The chat app Google Hangouts is free for personal use by anyone with a Gmail account. Hangouts Meet is the ramped-up business version, and it's only available if you have a Google Business account.
Like Microsoft Teams and Slack, Hangouts Meet offers a place to organize your team messages, and set up and join video meetings. You can also use it to connect any meeting room to a video meeting with a single click. (Though, let's face it, we'll unlikely be using this feature at any time soon.)
If you're already using Google business apps, Hangouts Meet will probably be the easiest option. It will integrate seamlessly with your calendar, Google Drive and Gmail account.
Following the coronavirus pandemic, Google is allowing G Suite customers to access advanced features of Hangouts Meet at no extra cost. This enables businesses to host meetings of up to 250 participants. Previously, the level of chat functionality depended on your G Suite package.
If you don't need high-end features, however, you might prefer to stick with Google Hangouts. You can download this for free, and it allows you to set up chats with up to 150 people, and to host video meetings of up to 10 participants. You can also use 850 different emojis!
The messaging and file-sharing app Slack has gained a huge following among businesses in recent years. Its simple, user-friendly design makes it particularly good for facilitating collaboration, whether you're in a small team or a large corporation.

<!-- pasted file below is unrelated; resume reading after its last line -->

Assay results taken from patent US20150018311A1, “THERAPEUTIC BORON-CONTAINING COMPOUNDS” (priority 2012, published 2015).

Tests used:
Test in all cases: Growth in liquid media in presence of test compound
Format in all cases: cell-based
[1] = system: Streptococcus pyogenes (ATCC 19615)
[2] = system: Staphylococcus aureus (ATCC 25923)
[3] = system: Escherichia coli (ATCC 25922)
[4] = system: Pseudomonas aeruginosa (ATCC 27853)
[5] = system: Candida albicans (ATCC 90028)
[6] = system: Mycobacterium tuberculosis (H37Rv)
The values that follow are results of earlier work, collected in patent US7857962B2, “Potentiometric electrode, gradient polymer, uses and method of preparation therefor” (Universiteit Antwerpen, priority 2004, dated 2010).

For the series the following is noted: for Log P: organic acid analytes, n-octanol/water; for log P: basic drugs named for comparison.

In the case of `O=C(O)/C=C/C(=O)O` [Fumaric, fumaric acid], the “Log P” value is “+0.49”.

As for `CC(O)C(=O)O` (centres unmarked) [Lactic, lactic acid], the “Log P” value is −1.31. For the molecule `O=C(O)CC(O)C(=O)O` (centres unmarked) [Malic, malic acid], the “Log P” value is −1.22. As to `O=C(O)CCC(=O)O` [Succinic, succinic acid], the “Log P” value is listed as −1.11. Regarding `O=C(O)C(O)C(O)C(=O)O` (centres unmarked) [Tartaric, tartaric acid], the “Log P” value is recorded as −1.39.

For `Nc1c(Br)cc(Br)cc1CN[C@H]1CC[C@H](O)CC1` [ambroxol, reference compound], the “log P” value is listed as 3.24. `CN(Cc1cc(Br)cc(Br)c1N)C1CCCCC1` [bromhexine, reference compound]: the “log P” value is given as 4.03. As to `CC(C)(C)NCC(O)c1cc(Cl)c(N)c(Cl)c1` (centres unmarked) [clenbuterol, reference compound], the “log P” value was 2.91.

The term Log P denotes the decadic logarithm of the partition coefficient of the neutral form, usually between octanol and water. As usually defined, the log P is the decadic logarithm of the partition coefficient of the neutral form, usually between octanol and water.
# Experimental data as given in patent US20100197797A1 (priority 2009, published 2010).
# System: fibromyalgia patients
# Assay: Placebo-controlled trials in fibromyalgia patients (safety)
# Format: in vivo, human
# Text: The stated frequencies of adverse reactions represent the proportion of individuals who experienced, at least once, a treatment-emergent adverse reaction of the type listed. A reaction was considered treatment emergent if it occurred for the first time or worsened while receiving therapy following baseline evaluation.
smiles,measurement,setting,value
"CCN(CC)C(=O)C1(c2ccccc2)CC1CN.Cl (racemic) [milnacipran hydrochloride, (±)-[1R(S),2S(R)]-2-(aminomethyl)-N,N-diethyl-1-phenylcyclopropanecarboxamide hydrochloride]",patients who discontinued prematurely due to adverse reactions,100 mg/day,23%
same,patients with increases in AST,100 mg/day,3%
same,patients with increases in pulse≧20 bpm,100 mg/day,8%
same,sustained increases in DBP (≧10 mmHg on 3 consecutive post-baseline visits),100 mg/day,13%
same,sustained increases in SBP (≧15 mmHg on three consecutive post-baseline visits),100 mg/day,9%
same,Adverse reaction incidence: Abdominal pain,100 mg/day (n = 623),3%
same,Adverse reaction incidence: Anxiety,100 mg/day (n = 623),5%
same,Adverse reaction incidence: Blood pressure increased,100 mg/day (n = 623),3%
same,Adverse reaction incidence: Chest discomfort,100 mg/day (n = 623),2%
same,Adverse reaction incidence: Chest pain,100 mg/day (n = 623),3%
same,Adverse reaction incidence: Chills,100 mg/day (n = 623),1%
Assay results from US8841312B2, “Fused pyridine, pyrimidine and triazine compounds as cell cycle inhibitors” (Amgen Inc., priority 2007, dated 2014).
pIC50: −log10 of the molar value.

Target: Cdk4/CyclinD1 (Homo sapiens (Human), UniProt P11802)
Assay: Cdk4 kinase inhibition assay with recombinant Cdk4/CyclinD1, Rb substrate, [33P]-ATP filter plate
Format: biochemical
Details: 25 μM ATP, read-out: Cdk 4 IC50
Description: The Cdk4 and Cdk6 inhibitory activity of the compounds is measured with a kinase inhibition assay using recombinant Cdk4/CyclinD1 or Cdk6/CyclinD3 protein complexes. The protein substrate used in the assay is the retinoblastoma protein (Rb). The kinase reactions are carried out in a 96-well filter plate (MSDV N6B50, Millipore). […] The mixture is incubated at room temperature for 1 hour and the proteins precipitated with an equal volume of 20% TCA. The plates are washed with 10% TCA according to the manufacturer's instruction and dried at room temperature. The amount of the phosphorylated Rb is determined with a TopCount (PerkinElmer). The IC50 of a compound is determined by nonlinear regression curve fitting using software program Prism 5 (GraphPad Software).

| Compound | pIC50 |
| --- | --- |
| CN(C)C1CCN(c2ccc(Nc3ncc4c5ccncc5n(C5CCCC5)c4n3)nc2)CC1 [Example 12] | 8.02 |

One of its best features is Channels. This allows you to set up different conversation threads by topic, team or project. And you can integrate it with other popular apps, such as G Drive, Dropbox, Asana, and Salesforce.
It's also easy to share and download files using Slack. The Favorites feature makes it easy to locate important files and threads that might otherwise get lost. And everything in public channels is searchable, so you can always find what you need even if you belong to lots of different channels.
Slack has been quick to improve its product in recent months. In March, it brought forward a redesign of the platform and introduced a number of new features. These include the ability to organize channels, messages and apps into collapsible groups on the sidebar; a new Compose Message button, which allows you to draft messages straight into a channel before you hit send; and improved search functionality.
However, its virtual meetings capabilities are not yet quite up to scratch. You can host virtual meetings on Slack, but picture quality and connectivity is not great. So, if you belong to a larger organization that needs a more comprehensive solution, you're likely better off sticking with Teams – or using a combination of both.
You can download and start using Slack for free, but there are limitations. You'll only be able to store up to 10,000 messages, and you can only integrate Slack with up to 10 apps. So, if you want to safeguard all of your conversations, you'll likely need to sign up to a paid plan, which offers unlimited message archiving.
Paid plans start at $6.67 (per person per month) for the Standard package or $12.50 (per person per month) for the Plus package, which is best suited to larger organizations.
Workplace from Facebook is easy to use because it's so familiar (for Facebook users, at least). Essentially, it's a social network that's limited to just your co-workers.
It has many of the same features as the personal Facebook site. You can create a profile, connect with people you know, schedule events, and join groups. But its communication features are what sets it apart for home working. You can share files, set up virtual meetings, and connect via online chat. And there are some neat features that help you to get connected faster, such as an organization chart with everyone's contact details, and auto-translate so you can talk to anyone in any language.
You can sign up to Workplace by Facebook for free, but you're limited to 50 team and project groups, and you can only host calls for up to 20 people. File storage is limited to 5GB.